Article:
Modern computing in the age of the Internet is quite a strange, remarkable thing. As you sit hunched over your laptop at home watching a YouTube video or using a search engine, you’re actually plugging into the collective power of thousands of computers that serve all this information to you from far-away rooms distributed around the world. It’s almost like having a massive supercomputer at your beck and call, thanks to the Internet.

This phenomenon is what we typically refer to as cloud computing. We now read the news, listen to music, shop, watch TV shows and store our files on the web. Some of us live in cities in which nearly every museum, bank, and government office has a website. The end result? We spend less time in lines or on the phone, as these websites allow us to do things like pay bills and make reservations. The movement of many of our daily tasks online enables us to live more fully in the real world.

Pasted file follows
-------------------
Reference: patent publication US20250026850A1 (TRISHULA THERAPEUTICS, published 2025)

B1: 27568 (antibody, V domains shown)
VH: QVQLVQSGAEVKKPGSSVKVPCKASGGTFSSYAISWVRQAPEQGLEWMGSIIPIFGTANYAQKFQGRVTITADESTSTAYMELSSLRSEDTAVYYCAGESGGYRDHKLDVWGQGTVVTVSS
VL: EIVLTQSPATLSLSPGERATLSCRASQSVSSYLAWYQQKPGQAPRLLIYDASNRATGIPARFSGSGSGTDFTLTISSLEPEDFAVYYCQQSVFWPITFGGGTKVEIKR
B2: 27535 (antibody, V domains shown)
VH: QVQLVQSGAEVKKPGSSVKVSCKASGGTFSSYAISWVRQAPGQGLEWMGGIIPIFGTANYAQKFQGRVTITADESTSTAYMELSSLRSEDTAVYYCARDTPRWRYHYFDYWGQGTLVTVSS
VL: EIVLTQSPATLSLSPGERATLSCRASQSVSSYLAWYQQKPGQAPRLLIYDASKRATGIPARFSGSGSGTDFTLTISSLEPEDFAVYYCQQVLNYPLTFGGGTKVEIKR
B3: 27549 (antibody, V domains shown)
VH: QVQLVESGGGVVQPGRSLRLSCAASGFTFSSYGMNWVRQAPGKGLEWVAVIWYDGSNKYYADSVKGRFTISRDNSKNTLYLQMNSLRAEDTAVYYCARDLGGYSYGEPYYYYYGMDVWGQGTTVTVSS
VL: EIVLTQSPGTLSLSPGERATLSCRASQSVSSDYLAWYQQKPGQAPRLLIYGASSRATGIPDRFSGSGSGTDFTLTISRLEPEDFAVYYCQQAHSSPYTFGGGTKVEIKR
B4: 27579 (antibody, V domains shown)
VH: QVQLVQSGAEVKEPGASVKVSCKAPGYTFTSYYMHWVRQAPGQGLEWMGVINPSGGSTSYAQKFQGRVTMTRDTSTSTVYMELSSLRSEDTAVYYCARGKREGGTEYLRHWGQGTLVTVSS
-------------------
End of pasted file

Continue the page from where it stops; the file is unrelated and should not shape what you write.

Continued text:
Cloud computing offers other benefits as well. Not too long ago, many of us worried about losing our documents, photos and files if something bad happened to our computers, like a virus or a hardware malfunction. Today, our data is migrating beyond the boundaries of our personal computers. Instead, we’re moving our data online into “the cloud”. If you upload your photos, store critical files online and use a web-based email service like Gmail or Yahoo! Mail, an 18-wheel truck could run over your laptop and all your data would still safely reside on the web, accessible from any Internet-connected computer, anywhere in the world.

In our next edition: Web Apps


Today's Topic: Speed Up a Slow Computer - Uninstall Unused Programs